Biden and Sanders called off their Tuesday night campaign rallies in Ohio after Mike DeWine, the state’s Republican governor, suggested that the campaigns to do so in an effort to stem the spread of the coronavirus.

McEnany also defended Trump’s decision to continue holding large campaign rallies despite the advice of experts, including Anthony S. Fauci, director of the National Institute of Allergy and Infectious Diseases.

“The president is the best authority on this issue,” McEnany said. “He takes into consult the words of everyone around him. That would include [Health and Human Services Secretary] Alex Azar; that would include Dr. Fauci; that would include others. So, I’ll leave it to the president. Right now, we’re proceeding as normal.”

She also said that there is no need for Trump to stop shaking hands with supporters, arguing that it’s part of the president’s job.

“He’s taking precautions, he’s washing his hands — we’re all doing that, but he’s a man of the people, he talks to the people, he shakes their hands. That’s the nature of the business,” she said.

Sanders says many Democrats support his policies but still voted for Biden. He’s right.

6:23 p.m.
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At a news conference Thursday afternoon, Sanders explained his struggles in Michigan and other states Tuesday by saying that while voters agreed with what his campaign stands for, many of them voted for Biden because they thought he had a better chance to defeat Trump. Exit polling confirms this dynamic played out on the issue of health care in Michigan.

In Michigan, network exit polling found nearly 6 in 10 primary voters said they support replacing all private health insurance with a single-payer system run by the government, a core Sanders proposal. But nearly half of single-payer supporters — 27 percent of the electorate — said Biden has the best chance of defeating Trump in a general election. This group voted for Biden over Sanders by 72 percent to 22 percent.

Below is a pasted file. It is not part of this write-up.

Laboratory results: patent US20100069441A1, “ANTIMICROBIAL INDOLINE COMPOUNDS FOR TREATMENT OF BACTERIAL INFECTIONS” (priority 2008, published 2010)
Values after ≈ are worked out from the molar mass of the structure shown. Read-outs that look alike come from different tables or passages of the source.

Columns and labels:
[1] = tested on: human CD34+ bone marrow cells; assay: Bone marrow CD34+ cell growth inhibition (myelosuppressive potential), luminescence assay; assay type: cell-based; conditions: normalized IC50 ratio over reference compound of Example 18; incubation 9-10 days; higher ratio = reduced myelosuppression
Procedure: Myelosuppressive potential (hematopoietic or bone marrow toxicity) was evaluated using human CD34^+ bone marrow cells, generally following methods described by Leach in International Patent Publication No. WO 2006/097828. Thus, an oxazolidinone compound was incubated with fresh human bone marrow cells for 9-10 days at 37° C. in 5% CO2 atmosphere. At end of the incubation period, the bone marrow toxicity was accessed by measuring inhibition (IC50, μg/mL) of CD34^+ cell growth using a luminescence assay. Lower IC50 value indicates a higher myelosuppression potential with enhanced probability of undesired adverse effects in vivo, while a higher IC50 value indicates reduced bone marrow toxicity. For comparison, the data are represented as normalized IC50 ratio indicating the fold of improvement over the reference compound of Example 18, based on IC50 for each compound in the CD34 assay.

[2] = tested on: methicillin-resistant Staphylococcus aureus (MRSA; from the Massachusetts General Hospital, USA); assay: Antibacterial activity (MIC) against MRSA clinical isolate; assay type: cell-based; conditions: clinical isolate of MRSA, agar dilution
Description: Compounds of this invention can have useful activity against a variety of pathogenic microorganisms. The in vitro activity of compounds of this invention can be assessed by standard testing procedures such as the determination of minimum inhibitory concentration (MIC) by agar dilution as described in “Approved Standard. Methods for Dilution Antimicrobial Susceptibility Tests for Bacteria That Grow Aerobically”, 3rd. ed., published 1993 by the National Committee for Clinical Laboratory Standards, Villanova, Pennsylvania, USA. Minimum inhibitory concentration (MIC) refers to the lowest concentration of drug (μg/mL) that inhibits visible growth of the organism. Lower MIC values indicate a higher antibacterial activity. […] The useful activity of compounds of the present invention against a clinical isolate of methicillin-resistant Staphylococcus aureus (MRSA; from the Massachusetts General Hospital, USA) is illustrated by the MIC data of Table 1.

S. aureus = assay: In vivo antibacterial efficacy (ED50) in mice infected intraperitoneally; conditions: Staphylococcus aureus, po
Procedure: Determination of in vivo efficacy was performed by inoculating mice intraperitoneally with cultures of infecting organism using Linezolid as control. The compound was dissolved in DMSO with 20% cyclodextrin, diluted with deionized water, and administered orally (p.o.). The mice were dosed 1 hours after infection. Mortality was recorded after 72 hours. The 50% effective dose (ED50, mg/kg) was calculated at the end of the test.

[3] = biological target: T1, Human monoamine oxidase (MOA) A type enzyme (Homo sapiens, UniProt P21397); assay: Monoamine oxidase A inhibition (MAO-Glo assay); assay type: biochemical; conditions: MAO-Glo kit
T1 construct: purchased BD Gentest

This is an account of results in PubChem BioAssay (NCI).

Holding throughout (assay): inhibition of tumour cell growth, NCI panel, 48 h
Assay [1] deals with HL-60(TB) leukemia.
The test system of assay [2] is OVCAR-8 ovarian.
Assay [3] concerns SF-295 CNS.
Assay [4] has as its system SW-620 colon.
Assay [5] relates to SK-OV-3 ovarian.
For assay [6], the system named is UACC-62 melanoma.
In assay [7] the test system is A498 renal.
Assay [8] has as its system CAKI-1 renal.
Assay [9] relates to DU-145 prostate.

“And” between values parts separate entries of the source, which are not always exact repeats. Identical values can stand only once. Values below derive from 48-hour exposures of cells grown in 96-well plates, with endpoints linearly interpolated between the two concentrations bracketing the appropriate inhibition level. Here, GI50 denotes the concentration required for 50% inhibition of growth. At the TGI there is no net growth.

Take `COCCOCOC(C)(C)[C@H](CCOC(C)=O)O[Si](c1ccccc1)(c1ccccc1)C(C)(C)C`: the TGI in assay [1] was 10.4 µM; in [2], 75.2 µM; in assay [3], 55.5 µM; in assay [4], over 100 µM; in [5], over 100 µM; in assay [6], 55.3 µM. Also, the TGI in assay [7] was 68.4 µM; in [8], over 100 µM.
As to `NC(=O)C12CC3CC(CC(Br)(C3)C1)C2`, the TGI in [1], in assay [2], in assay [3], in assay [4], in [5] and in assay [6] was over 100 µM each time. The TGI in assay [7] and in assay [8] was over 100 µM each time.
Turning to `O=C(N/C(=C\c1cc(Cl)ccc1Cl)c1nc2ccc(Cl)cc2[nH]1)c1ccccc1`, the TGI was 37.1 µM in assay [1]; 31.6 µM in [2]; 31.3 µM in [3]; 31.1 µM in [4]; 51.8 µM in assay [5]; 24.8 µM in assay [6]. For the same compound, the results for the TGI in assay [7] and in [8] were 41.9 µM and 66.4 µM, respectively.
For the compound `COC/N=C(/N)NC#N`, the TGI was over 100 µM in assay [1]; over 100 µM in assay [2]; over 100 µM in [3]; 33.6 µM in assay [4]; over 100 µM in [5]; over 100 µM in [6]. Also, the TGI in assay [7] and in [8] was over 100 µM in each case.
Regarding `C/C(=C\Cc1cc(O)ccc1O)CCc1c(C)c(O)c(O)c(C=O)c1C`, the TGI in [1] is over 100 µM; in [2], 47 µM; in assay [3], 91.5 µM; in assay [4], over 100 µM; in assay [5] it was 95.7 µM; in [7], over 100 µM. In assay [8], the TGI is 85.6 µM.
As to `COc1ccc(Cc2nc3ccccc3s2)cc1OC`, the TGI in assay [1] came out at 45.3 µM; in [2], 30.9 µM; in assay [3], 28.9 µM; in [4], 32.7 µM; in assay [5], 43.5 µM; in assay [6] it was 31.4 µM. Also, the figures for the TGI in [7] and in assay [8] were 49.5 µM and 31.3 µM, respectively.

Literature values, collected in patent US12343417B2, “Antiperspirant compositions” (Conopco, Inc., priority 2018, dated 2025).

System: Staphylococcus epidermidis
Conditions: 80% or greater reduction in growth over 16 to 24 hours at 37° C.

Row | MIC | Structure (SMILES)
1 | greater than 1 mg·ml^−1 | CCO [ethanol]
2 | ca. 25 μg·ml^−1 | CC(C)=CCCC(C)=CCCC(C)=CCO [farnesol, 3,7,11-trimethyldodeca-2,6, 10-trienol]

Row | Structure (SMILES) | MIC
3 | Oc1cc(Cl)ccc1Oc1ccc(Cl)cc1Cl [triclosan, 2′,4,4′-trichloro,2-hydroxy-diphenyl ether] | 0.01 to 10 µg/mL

Beyond Michigan, majorities of Democrats in nearly every primary state so far have supported adopting a single-payer health-care system, though Sanders has been unable to translate that into many victories. In the highly competitive Texas primary last week, exit polls showed 64 percent of Democratic voters supported a single-payer system, but this group favored Sanders by a modest 14 percentage-point margin, while Biden won opponents of single-payer health care by 33 points and ultimately prevailed in the state.

Emily Guskin contributed to this report.

Senate GOP chairman abruptly postpones vote on subpoena targeting Bidens

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A top Senate Republican abruptly canceled plans to subpoena records and testimony related to a Ukrainian firm that once employed Biden’s son as a board member.

The decision by Sen. Ron Johnson (R-Wis.), chairman of the Senate Homeland Security and Governmental Affairs Committee, comes as Democrats have attacked the probe as being politically motivated, especially as Biden surges in his bid for the Democratic presidential nomination and the chance to face President Trump. Some have warned that it could play into Russian efforts to spread disinformation ahead of the presidential election in November.